We have done a lot of work with sporting organisations such as Manchester City FC, the UK Tennis Association (the LTA), Arsenal FC and other leading sporting teams and governing bodies. Developing talent is their business. We’ve learnt from working with these organisations that you can apply some of the techniques and principles to business and reward to great success.

From the junior academy through the reserves to the first team, and from base pay through bonuses, long term plans, recognition and those non-financial incentives, this article will look at the parallels and necessary steps that reward, talent and senior management will have to take in order to realise the same benefits in the wider commercial world.

Move to an exclusive, not inclusive, world of talent

It’s important to get clarity and understanding of what talent really means at the heart of your strategy – and how it is defined at different levels. For example, the LTA produces a DVD for coaches showing how a ‘talented’ eight year old should hit a forehand. This level of definition keeps the talent funnel on track and doesn’t engender false hope at an early stage.

Define different levels of talent

Like many of our ‘footballing’ clients, we suggest creating three main categories in your workforce.

Academy – your future hopefuls who have raw talent and highly developed technical ability but haven’t yet had the chance to hone their business skills in a really challenging situation.

Reserves – those who have cut their teeth in a business environment and have started to apply their technical expertise and develop business competence – leadership, resilience, team performance etc.

First Team – those who have a proven track record with the ‘big stuff’ and can demonstrate that they have a longer term focus and history of achievement in different circumstances.

Whilst managing these groups it is essential to ‘harvest and weed’ as you go; different people develop at different speeds and some people will never fulfil their early potential.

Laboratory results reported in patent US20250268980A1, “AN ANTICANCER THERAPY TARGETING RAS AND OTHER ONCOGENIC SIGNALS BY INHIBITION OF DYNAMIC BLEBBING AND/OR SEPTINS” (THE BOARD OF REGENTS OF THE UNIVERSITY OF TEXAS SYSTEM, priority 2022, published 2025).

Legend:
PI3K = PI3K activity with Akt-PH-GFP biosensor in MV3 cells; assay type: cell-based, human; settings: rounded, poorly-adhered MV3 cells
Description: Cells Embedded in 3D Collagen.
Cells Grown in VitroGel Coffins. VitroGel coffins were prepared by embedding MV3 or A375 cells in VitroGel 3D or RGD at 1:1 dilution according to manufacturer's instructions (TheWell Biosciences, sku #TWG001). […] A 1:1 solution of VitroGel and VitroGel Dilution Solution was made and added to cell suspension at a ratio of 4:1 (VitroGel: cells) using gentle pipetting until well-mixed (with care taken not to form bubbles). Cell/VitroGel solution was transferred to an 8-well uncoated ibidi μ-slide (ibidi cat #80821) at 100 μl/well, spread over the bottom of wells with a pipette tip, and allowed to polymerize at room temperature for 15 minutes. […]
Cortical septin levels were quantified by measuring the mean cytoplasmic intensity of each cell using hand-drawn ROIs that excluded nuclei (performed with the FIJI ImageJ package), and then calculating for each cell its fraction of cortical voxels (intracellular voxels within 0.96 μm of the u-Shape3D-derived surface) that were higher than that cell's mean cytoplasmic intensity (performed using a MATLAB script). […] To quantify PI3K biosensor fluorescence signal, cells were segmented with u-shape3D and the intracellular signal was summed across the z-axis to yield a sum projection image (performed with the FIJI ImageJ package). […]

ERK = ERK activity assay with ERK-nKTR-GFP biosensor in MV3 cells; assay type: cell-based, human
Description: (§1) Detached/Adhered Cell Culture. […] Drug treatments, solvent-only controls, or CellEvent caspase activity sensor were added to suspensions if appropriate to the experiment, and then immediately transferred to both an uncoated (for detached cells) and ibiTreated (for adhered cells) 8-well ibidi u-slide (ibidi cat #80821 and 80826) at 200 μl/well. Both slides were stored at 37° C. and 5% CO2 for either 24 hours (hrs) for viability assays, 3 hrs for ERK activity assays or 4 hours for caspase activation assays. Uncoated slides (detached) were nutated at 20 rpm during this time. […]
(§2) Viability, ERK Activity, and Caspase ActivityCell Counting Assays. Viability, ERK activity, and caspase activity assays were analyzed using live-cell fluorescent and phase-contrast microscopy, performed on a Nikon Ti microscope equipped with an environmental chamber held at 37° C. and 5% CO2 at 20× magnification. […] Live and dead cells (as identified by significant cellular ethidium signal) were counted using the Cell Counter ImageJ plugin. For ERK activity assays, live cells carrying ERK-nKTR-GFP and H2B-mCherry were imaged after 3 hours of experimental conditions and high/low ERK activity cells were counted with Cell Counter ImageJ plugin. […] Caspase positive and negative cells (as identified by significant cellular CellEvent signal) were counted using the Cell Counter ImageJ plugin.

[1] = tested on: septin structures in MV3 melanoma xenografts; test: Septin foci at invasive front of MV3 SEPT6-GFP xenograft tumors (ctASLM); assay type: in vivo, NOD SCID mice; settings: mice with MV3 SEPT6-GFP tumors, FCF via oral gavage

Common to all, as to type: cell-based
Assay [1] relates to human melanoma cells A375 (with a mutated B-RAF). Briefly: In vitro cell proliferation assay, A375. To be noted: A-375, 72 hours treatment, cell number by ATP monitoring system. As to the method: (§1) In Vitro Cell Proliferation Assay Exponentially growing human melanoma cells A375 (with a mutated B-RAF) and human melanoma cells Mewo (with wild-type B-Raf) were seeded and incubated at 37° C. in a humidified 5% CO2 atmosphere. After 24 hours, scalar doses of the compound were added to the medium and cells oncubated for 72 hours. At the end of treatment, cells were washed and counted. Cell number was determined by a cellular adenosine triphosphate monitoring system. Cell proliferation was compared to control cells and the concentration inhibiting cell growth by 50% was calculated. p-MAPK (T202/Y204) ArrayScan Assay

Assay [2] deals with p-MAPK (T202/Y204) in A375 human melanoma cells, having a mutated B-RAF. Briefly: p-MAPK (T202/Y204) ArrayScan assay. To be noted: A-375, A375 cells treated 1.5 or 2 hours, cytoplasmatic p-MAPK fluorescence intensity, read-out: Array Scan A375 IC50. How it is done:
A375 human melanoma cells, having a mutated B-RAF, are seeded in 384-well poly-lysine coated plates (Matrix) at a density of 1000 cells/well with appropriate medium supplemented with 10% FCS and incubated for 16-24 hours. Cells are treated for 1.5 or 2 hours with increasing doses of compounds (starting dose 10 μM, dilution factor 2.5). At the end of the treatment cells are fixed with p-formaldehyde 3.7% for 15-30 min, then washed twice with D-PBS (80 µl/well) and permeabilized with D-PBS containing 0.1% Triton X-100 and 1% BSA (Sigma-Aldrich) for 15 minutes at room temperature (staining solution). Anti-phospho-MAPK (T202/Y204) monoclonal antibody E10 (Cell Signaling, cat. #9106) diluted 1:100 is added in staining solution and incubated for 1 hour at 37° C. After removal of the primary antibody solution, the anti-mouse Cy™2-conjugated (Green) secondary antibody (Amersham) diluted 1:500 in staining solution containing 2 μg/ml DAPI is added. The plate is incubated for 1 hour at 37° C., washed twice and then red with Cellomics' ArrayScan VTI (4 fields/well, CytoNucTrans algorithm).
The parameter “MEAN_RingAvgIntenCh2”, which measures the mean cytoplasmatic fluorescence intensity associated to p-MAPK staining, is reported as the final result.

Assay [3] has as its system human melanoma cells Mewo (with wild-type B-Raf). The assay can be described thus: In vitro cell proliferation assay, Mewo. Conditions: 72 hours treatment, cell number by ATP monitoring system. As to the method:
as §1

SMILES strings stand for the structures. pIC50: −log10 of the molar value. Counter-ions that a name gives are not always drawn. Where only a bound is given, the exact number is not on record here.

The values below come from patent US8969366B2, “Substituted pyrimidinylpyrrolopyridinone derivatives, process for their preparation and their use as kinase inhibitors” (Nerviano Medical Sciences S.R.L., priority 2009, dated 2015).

Link reward to the appropriate level

Each of these groups is made up of individuals with different goals to those of their predecessors and to members of the other categories. It’s important therefore that you have contrasting and relevant reward arrangements for each group in your talent framework. And, crucially, they should be appropriate to their level and the contribution they make to your organisation.


Chuck out the ‘annual’ mind-set.  Projects and growth may be happening at a different timing and cycle than one which fits comfortably with the annual pay review. Be flexible and reward according to the work completed and standards attained; an end of project bonus payment for example.

Keep base pay market data fresh and keep pace with them.  The Academy incumbents are characterised by patchy periods of growth and development. Annual base pay rises may be too slow to reflect new skills and value to the organisation.

Build in recognition not just pay.  At this level, it is important to show the individual that their contribution is important to the organisation. All the emphasis should be on building experience, adding to skills and providing challenge with a view to a long-term future.

Less focus on long-term pay solutions.  Traditionally, this group have been rewarded through share options and long-term plans to tie them in. The disadvantage of this approach is that there is high wastage with any ‘Academy’ group and tying in a cohort at such an early stage of their career may result in a group of employees who don’t make the grade, become toxic, but can’t leave because their options haven’t matured yet.